To conclude, the findings presented here revealed that male and female African American adolescents differ in the reciprocal associations between marijuana use and depressive symptoms. Male African American adolescents who use marijuana may be at higher risk of elevated depressive symptoms over time. As a result, male African American adolescents who use marijuana may benefit from combined programs that simultaneously treat depression. Necessity for such combined programs is less evident for female African American adolescents, whose marijuana use and depressive symptoms seem to be unrelated. Maternal support was also differently linked to marijuana use and depressive symptoms among male and female African American adolescents. As a result, male and female African American adolescents may differently benefit from programs that enhance maternal social support.
The original idea of this analysis was developed by SA. SA also analyzed the data and drafted the manuscript. MZ designed the main cohort study, acquired the data, and RM, CC, and MZ contributed to all drafts of this manuscript. All authors confirmed the final version of the manuscript.
SA was supported by the Heinz C. Prechter Bipolar Research Fund and the Richard Tam Foundation at the University of Michigan Depression Center. This study was funded by the National Institute on Drug Abuse (NIDA) (Grant No. DA07484) to MZ. The content of this article does not necessarily reflect the views or policies of the National Institute on Drug Abuse.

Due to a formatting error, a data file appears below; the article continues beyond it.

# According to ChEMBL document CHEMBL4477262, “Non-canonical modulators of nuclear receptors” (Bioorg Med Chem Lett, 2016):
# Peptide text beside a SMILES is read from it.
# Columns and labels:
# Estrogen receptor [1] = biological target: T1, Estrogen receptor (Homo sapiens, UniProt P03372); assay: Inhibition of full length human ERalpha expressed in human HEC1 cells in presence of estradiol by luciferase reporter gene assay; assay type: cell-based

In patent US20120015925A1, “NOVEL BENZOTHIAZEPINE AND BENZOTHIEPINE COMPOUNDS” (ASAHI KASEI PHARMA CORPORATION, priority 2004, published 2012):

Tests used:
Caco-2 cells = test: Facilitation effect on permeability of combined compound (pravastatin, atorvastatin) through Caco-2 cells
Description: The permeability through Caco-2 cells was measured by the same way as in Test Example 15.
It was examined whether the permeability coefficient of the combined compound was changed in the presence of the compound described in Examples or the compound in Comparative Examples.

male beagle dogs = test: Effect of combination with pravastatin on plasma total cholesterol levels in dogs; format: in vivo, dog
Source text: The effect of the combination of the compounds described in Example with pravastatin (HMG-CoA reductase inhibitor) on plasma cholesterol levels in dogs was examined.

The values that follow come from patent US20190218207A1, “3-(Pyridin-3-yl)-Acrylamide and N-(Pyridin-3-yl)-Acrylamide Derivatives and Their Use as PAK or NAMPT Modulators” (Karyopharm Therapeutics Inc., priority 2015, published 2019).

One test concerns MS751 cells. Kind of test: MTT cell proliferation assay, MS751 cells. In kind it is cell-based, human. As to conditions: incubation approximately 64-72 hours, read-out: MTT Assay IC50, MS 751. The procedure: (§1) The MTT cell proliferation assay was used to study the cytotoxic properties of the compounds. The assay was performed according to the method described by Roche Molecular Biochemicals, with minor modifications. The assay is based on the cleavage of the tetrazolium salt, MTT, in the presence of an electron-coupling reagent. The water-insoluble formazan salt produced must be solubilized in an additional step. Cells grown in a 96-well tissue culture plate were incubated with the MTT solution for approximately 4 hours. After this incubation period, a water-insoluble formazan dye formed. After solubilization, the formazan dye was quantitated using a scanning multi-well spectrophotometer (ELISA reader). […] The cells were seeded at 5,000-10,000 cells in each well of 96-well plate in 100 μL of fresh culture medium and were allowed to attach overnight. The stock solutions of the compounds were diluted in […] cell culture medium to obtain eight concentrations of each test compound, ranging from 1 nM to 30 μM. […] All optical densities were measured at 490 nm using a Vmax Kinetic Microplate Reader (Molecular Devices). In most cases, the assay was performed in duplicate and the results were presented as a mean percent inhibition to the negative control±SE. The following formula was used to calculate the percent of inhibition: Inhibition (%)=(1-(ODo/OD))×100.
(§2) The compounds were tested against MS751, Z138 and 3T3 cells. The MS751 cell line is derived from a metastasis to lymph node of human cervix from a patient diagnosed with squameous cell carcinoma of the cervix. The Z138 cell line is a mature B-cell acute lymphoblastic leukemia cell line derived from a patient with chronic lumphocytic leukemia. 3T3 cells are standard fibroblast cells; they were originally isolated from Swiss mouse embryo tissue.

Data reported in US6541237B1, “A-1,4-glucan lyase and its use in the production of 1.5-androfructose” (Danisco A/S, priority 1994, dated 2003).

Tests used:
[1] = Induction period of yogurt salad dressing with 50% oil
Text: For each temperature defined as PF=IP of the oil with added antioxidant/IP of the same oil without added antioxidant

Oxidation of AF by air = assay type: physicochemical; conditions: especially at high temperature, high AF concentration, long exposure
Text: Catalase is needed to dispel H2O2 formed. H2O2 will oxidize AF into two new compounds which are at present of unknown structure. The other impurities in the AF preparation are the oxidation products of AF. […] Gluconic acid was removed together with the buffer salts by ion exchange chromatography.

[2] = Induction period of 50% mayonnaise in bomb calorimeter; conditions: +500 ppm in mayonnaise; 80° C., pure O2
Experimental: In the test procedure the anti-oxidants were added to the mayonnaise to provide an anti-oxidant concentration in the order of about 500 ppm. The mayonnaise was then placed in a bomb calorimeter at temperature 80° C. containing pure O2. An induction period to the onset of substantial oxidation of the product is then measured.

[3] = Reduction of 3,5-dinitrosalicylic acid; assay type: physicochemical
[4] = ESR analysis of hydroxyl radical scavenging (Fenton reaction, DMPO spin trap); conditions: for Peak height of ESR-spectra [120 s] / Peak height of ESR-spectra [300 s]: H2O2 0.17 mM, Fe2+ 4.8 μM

Conflict of Interest Statement
The authors declare that the research was conducted in the absence of any commercial or financial relationships that could be construed as a potential conflict of interest.
The Supplementary Material for this article can be found online at: https://www.frontiersin.org/articles/10.3389/fpsyg.2018.02135/full#supplementary-material
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Keywords: marijuana use, depression, African American, gender, adolescents
Citation: Assari S, Mistry R, Caldwell CH and Zimmerman MA (2018) Marijuana Use and Depressive Symptoms; Gender Differences in African American Adolescents. Front. Psychol. 9:2135. doi: 10.3389/fpsyg.2018.02135
Received: 19 January 2018; Accepted: 16 October 2018;
Published: 16 November 2018.
Edited by:Grazia Terrone, University of Foggia, Italy
Reviewed by:Nicole Anderson, Brigham Young University, United States
Robert Kelvin Perkins, Norfolk State University, United States
Copyright © 2018 Assari, Mistry, Caldwell and Zimmerman. This is an open-access article distributed under the terms of the Creative Commons Attribution License (CC BY). The use, distribution or reproduction in other forums is permitted, provided the original author(s) and the copyright owner(s) are credited and that the original publication in this journal is cited, in accordance with accepted academic practice. No use, distribution or reproduction is permitted which does not comply with these terms.
*Correspondence: Shervin Assari, email@example.com